Utilization of Highly Reactive Calcium Oxide Nanofibers in the Sequestration of CO2

Developing carbon sequestration methods is one of fourteen Grand Challenges to be faced by engineers this century. Evidence continues to mount implicating carbon dioxide (CO2) emissions as a primary contributor to climate change, and if CO2 levels continue to rise, further changes to the climate could have dire consequences, resulting in rising sea levels, agriculture disruptions, and more extreme weather striking more often. Therefore, it has become necessary for CO2 to be captured and stored safely away from the atmosphere. Over the years, several studies have been conducted to identify and develop efficacious candidates for CO2 sequestration and utilization. Calcium oxide (CaO) is an attractive material for capturing CO2 from flue gas due to its energy efficiency, high reactivity, and low material cost; however, its capturing capacity and thus efficiency is strongly affected by the synthesis method.

The primary objective of this research was to synthesize CaO nanofibers via electrospinning and test their performance as sorbents in a multi-cycle process of carbonation and decarbonation. CaO nanoparticles were also synthesized via a hydrothermal approach to compare their performance to the nanofibers. Electrospinning was used because it is a contactless electrostatic synthesis technique that produces one-dimensional nanofibers that have high surface area-to-volume ratios, interconnected porous networks, and greater mechanical properties. It is theorized that compared to other synthesis methods, electrospinning results in the fabrication of nanomaterials that contain more accessible reactive sites.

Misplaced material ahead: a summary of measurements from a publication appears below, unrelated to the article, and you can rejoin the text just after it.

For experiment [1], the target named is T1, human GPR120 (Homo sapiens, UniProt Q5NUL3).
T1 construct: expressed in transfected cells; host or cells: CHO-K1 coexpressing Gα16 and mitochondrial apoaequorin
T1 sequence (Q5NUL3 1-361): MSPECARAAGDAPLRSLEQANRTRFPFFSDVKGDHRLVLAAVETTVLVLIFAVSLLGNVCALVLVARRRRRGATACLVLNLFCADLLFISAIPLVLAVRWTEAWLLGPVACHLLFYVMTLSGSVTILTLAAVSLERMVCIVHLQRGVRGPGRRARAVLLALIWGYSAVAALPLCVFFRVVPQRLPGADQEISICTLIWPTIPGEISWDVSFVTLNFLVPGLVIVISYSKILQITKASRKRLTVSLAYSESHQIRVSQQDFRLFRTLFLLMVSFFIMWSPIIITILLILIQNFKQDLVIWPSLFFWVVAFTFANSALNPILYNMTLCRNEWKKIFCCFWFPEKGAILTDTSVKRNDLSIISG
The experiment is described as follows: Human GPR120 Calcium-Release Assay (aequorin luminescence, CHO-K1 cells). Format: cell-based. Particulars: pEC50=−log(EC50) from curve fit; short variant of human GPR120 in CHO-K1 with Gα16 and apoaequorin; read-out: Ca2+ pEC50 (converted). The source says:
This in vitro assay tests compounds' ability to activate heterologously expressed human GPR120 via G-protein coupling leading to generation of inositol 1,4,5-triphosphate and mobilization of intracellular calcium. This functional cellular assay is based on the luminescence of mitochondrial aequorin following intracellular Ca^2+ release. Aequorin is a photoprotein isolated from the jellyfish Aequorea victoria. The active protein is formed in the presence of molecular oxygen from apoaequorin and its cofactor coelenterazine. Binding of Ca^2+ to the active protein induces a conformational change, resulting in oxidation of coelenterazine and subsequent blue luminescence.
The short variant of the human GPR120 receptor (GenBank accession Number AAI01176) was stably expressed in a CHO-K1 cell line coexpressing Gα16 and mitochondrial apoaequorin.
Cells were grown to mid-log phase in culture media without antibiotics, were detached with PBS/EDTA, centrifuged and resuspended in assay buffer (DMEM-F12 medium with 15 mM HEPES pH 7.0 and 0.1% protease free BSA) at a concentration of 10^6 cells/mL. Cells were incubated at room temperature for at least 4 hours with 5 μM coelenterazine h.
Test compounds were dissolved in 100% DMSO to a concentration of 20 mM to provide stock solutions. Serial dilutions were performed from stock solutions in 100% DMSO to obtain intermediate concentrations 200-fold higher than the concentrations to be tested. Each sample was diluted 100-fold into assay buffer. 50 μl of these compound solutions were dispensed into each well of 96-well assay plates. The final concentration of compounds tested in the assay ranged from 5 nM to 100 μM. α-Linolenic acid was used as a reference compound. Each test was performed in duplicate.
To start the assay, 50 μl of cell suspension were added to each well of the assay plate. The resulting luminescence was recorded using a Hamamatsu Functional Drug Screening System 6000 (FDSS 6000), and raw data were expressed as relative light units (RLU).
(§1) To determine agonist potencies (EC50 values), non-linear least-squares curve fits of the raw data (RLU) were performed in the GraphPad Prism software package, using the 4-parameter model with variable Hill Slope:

In this work, the electrospinning solution was prepared by dissolving 1:1 weight ratio of polyvinylpyrrolidone (PVP) MW=1,300,000 g/mol and calcium nitrate tetrahydrate in a co-solvent system containing 70:30 volumetric ratio of ethanol to water. Electrospinning was conducted at 30 kV, 1 mL/h extrusion rate, and a 16-inch separation between the collector and the tip of the extrusion needle. PVP-Ca nanofibers were collected at room temperature on aluminum foil and heat-treated afterwards at 650°C (2°C/min ramp rate) for 8 hours to decompose the PVP chains and produce CaO nanofibers.

The results indicate a promising opportunity for the application of electrospun materials in CO2 sequestration. CaO nanofibers and nanoparticles were characterized using X-ray diffraction (XRD), Brunauer-Emmett-Teller (BET) analysis, and scanning electron microscopy (SEM) to elucidate information about crystallite size, specific surface area, and nanofiber morphology, respectively. The reactivity of the electrospun nanofibers and hydrothermally synthesized nanoparticles were tested using CO2 thermogravimetry at 550°C, 600°C, and 650°C. Sorbent degradation was also tested over the course of ten cycles of carbonation at 600°C and calcination. CaO nanofibers exhibited significantly higher rates and conversion (100% vs 78.4%) compared to traditionally synthesized CaO nanoparticles. Furthermore, the CaO nanofibers continued to produce higher or comparable conversions over repeated cycling. The increased rate and conversion of the CaO nanofibers result from their smaller, more reactive domains. Smaller, more reactive metal oxide domains allow for these materials to achieve stoichiometric CO2 capacities. These improvements in CO2 sequestration materials have the potential to reduce costs of CO2 capture by offering greater cost advantage than current conventional technologies due to the high availability and low cost of CaO sorbents.